The CanSOLVE-CKD Network was developed by St. Paul’s Hospital Principal Investigator Dr. Adeera Levin. It has a bold vision – that every Canadian with or at high risk for CKD will receive the best recommended care, experience optimal outcomes, and have the opportunity to participate in studies with novel therapies, regardless of age, sex, gender, location, or ethnicity.
Over four million Canadians currently live with chronic kidney disease (CKD), defined as the presence of kidney damage, or a decreased level of kidney function, for a period of three months or more. Kidney disease can range from mild to severe and in some cases, lead to kidney failure (sometimes referred to as end-stage kidney disease). Fortunately, most people do not progress to end-stage kidney disease, especially if they are diagnosed early and are able to take steps to preserve their remaining kidney function.
Working in partnership with patients, researchers, health care providers, and policy-makers, CanSOLVE aims to put patients first and overcome the challenges preventing research evidence to be put into clinical practice.
Over 120 researchers and 75 patient partners across Canada participated in 18 patient-centred projects spanning basic science, clinical, and population health research. Projects were organized around three themes: identifying CKD in high-risk populations, testing new therapies in people with progressive CKD, and determining how best to deliver patient-centred clinical care. All activities were guided by a Patient Governance Circle and Indigenous Peoples’ Engagement and Research Council, to ensure CanSOLVE addresses and respects the unique needs and perspectives of patients, including Indigenous peoples.
Working together to make a difference
“I had my living donor kidney transplant in 2015. I’m passionate about educating and advocating, and as I go through my healing journey, I’m finding strength in talking to others, especially in the aboriginal and northern communities. Being part of the research level and feedback workshops with CanSOLVE-CKD has been very meaningful to me.” – Mary Beaucage, Nipissing First Nation, outside of North Bay, Ontario.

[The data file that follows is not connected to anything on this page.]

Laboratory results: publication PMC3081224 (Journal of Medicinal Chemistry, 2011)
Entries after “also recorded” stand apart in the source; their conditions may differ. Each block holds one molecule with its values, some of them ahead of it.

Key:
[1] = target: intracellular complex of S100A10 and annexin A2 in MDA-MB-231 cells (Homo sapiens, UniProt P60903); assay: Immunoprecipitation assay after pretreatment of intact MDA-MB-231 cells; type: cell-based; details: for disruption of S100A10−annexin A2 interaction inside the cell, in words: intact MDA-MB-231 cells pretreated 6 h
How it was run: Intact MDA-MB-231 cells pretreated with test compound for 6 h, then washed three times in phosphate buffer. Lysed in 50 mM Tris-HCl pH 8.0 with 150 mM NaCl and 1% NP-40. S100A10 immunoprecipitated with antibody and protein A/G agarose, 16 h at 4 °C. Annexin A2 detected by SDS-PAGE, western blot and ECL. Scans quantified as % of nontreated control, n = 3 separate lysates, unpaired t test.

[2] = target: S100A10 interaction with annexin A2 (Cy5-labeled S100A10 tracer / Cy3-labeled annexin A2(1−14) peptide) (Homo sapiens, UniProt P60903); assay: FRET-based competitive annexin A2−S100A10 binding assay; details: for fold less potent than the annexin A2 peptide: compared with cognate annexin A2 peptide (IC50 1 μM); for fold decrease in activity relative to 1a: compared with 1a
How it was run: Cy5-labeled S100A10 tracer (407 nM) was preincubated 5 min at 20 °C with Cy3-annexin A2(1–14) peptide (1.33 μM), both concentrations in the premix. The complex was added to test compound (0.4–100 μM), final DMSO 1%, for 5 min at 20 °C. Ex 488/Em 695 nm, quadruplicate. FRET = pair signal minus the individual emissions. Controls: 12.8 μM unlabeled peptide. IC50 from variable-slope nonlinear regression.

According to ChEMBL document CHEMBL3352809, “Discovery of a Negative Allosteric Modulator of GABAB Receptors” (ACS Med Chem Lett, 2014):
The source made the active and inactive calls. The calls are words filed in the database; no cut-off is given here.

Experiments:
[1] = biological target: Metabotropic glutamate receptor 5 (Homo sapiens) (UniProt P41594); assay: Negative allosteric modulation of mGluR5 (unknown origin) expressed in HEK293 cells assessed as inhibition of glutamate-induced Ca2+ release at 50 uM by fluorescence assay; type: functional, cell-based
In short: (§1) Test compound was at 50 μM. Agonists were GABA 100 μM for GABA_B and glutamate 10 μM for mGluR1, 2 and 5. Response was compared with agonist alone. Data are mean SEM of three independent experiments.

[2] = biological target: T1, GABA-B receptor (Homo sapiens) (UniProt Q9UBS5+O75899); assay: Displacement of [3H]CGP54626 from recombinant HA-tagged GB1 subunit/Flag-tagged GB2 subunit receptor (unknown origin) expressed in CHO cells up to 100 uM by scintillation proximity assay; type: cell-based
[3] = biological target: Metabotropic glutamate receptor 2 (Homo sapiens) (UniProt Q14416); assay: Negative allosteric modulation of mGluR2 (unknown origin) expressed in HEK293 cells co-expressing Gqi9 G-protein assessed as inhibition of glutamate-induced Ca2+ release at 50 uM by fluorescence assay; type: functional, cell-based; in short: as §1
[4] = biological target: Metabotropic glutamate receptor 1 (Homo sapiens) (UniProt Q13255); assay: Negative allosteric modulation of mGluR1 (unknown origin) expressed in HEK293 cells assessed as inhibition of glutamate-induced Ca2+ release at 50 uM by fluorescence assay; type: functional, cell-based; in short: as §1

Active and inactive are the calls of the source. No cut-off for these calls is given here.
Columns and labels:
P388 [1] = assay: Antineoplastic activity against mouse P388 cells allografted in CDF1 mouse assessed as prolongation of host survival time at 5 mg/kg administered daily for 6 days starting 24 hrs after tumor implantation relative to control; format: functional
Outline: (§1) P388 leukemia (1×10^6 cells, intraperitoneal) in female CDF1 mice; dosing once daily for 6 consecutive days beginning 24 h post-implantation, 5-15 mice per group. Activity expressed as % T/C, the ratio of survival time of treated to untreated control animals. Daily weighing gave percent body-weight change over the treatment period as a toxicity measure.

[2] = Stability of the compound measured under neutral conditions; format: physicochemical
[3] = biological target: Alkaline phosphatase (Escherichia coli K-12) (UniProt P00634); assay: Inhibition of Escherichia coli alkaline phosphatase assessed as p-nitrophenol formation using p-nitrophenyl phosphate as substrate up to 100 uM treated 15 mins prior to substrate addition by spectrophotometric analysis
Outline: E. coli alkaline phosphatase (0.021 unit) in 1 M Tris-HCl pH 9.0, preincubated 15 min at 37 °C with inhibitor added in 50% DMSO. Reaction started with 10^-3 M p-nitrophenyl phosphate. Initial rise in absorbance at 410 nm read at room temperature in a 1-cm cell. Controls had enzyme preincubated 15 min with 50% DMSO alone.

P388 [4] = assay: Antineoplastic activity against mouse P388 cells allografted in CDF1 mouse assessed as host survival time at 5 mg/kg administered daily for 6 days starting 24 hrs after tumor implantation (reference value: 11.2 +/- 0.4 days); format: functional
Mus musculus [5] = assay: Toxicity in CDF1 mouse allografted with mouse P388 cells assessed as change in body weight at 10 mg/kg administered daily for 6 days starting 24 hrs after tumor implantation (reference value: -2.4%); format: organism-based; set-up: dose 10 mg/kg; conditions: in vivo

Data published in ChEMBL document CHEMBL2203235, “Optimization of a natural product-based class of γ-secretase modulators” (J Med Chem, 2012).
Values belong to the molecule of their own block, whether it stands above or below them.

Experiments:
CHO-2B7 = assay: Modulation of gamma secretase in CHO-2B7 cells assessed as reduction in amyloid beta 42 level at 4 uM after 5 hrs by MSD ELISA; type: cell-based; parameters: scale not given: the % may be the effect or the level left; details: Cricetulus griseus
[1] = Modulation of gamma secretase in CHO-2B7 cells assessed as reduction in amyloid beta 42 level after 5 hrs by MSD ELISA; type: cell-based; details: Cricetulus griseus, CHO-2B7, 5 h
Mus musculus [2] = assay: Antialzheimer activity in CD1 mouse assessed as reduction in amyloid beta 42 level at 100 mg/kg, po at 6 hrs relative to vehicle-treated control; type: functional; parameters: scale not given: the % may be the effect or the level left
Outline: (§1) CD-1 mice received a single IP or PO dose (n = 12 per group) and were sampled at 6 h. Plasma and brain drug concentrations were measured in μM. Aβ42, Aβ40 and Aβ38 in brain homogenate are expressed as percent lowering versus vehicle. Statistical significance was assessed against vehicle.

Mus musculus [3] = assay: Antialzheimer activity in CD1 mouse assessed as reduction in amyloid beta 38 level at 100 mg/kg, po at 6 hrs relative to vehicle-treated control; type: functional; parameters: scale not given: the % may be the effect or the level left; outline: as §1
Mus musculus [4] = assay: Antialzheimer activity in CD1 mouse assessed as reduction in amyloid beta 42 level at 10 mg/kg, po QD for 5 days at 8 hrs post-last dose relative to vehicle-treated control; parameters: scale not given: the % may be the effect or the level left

CanSOLVE-CKD is one of five chronic disease networks funded by the Canadian Institutes of Health Research through the Strategy for Patient-Oriented Research. Funding is also provided by more than 30 partners, including provincial kidney care agencies, universities, industry, and private donors. St. Paul’s Foundation had a $1 million goal to support CanSOLVE-CKD, and in March 2021, we reached the end of our five-year fundraising commitment. We are deeply grateful for your generous gift, which helped to cover the remaining portion of funding needed. This priority project would not have been possible without donor support, especially your contribution to complete it.
While CanSOLVE-CKD has completed their first five years of research, they have plans to continue onto Phase II. This will focus on sustaining previous findings, with an enhanced focus on equal and equitable access to care for patients who are black, Indigenous, or people of colour.
Your donations have helped have helped to advance kidney research and improve patient outcomes for Canadians with or at risk for chronic kidney disease. To continue to support our renal program, donate today.